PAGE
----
Stock performance map shows routes to success
By ANNA VANLANDINGHAM
© St. Petersburg Times, published March 1, 2001
Let's say you are watching the morning news with your parents before school. The numbers scrolling across the bottom of the television screen -- on CNN or CNBC, for example -- are the prices of one share of stock in each particular company. The company is identified by its trading symbol, which is usually an abbreviated form of its name. For example, the symbol for Outback Steakhouse Incorporated is OSI.
The prices of stocks are based on demand and supply. If large numbers of people are buying a stock, its price will rise. The reverse will be true if a large number of people are selling a stock. For example, if the earnings of a company are growing, this may encourage investors (those demanding the stock) to buy the company's stock and encourage current holders (potential sellers of the stock) to hold on to the stock. Likewise, should earnings of a company decline or should its sales forecast be projected to decline, people may want to sell (supply) the stock while buyers may not want to purchase (demand) the stock.
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Now, let's analyze the one-day trading information for ABC Company ( ABCC). At the far left is the 52-week range for the company, and we see that its range has been between $20 and $10 per share. The column headed Div refers to the dividend paid on the stock. The Div column refers to the total yearly dividend paid for each share of stock. (Dividends are usually paid quarterly, but the daily newspaper shows what the dividend would be on a yearly basis.) The Yld (yield) column refers to the percentage return paid on the stock. In this example, the yield is currently 5 percent. (Purchased at today's close of $20 and paying a $1 yearly dividend, the dividend pays (yields) 5 percent on our investment.) However, as the stock price changes, the yield will either rise (if the stock price falls) or fall (if the stock price rises).
The PE (price/earnings) is a ratio showing current price of the stock divided by yearly earnings. For example, in our table above, we are given the PE of 10 and closing price of $20. From this information we can figure that the earnings of the company over the past year was $2. (Apply your beginning algebra to determine the earnings. When we know two of three variables, we can find the third. In our present example, we know that price divided by earnings equals the PE ratio. Inserting our data, we know price and the PE, but we do not know earnings.
To solve for earnings, we use our algebra to come up with the following formula: Earnings equals price divided by the PE ratio. Solving the equation we have: Earnings equals $20 (closing price) divided by 10 (PE ratio). Earnings thus equal $2.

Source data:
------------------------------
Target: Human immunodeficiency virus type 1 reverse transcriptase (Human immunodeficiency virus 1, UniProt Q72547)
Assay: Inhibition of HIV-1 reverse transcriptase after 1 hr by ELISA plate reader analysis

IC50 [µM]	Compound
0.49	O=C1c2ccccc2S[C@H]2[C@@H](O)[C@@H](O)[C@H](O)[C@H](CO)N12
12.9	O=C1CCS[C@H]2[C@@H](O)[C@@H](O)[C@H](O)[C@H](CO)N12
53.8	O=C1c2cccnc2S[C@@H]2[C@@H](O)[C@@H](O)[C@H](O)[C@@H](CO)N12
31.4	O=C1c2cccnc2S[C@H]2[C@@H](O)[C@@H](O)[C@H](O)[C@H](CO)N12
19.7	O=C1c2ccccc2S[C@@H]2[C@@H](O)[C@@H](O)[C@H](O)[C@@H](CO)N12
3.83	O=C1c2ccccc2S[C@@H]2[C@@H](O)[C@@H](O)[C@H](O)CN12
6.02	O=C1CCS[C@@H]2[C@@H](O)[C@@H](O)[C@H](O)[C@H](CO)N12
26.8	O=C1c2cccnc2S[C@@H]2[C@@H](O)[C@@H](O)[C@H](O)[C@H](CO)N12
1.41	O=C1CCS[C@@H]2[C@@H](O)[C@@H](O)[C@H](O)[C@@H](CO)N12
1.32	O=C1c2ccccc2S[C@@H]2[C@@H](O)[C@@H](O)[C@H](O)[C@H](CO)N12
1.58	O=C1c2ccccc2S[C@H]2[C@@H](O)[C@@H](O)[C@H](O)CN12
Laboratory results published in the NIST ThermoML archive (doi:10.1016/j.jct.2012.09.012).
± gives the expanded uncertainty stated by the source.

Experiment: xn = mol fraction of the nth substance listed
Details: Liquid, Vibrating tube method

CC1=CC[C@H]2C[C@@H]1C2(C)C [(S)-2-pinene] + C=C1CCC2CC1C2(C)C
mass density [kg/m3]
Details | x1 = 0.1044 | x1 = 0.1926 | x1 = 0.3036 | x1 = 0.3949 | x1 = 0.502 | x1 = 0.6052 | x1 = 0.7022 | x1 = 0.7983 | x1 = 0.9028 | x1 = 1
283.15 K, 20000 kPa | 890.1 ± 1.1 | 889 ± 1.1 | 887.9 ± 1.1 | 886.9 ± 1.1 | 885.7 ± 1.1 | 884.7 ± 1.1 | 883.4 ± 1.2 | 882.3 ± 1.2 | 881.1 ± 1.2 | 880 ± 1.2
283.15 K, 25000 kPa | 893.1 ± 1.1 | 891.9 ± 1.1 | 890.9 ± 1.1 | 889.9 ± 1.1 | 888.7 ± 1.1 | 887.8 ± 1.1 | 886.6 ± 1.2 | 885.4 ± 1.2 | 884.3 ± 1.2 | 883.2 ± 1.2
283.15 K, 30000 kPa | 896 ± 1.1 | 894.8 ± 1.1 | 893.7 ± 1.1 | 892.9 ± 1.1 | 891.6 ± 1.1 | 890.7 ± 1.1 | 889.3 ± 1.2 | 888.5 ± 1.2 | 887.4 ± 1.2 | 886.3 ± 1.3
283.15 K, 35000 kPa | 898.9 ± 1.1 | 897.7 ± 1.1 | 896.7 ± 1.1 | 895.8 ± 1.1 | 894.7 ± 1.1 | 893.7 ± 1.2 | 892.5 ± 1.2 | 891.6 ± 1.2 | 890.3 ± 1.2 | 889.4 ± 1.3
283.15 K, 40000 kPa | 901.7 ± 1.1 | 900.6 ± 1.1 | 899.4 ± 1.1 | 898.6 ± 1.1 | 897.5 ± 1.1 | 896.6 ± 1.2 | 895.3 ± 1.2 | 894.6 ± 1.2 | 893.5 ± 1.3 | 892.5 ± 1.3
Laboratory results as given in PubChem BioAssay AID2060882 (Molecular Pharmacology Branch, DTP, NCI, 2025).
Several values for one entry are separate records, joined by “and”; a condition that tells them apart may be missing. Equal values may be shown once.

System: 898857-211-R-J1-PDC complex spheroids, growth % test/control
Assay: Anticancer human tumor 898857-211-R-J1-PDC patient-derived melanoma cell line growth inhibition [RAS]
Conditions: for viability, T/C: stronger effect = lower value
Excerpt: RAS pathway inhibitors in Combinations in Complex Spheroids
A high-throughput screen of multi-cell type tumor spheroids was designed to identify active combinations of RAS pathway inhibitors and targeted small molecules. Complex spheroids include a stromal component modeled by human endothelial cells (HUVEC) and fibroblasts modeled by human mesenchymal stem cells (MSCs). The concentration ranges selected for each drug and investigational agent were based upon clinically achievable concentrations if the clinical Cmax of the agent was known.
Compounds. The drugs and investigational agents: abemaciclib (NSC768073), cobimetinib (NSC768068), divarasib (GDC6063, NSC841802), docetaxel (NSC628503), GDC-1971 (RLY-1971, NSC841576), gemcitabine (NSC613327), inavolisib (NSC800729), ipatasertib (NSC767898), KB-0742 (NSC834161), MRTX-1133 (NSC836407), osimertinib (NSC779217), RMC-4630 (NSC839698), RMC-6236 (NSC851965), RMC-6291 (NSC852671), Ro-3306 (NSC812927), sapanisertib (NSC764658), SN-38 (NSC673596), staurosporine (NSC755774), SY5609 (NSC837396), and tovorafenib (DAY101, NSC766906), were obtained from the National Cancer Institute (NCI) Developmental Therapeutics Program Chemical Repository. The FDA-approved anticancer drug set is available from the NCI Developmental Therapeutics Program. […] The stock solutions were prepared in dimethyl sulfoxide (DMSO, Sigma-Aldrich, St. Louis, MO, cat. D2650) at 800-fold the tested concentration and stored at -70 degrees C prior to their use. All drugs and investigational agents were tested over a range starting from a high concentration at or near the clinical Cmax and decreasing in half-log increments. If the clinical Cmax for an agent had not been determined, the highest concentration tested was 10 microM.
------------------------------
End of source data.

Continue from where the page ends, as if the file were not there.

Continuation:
Now, if the price for some reason went to $100, our PE would be 50. (Price of $100/earnings of $2.)
In the volume column ( Vol) is listed the daily volume, or number of shares traded, for each stock. ABC Company had 187,000 shares of stock traded. Volume in hundreds (00s) equals 1870 X 100 equals 187,000.
The Open, High, Low and Close are daily figures which show the price of the first trade of the day (open), the low price of the trading day, and the final (close) price of the trade day. The final column shows the net change; however, this is not the difference between the open and close of one day's prices for the stock. It is the difference between the closing price today and the closing price of the previous market day. Since our net change was zero, we know that the closing price on the previous market day was $20, exactly the same price as it was at today's close.
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-- Anna Vanlandingham is an advanced placement economics teacher at Lake Mary High School in Seminole County. She has been a teacher for 20 years and has won several national and state economics education awards. Chapters on the securities industry have been reviewed by the Florida State Comptroller's Office, which is responsible for protecting consumer rights in the securities industry.
About the Florida Council on Economic Education
Money Stuff was developed by the Florida Council on Economic Education and project director Fonda Anderson. The council is a statewide non-profit organization founded in 1975 to educate K-12 teachers and students about the free enterprise system and to instill in them an appreciation for a market economy. For more information on the council's programs for teachers and students, please call (813) 289-8489.
About Newspaper in Education
The St. Petersburg Times devotes news space to NIE features throughout the year, including this classroom series. The Times' NIE department works with local businesses and individuals to enrich the classroom experience by providing newspapers, supplemental guides and educational services to schools in the Tampa Bay area. To find out how you can become involved in NIE, please call (727) 893-8969 or (800) 333-7505, ext. 8969. For past chapters, check out http://www.sptimes.com/nie and click on Money Stuff.
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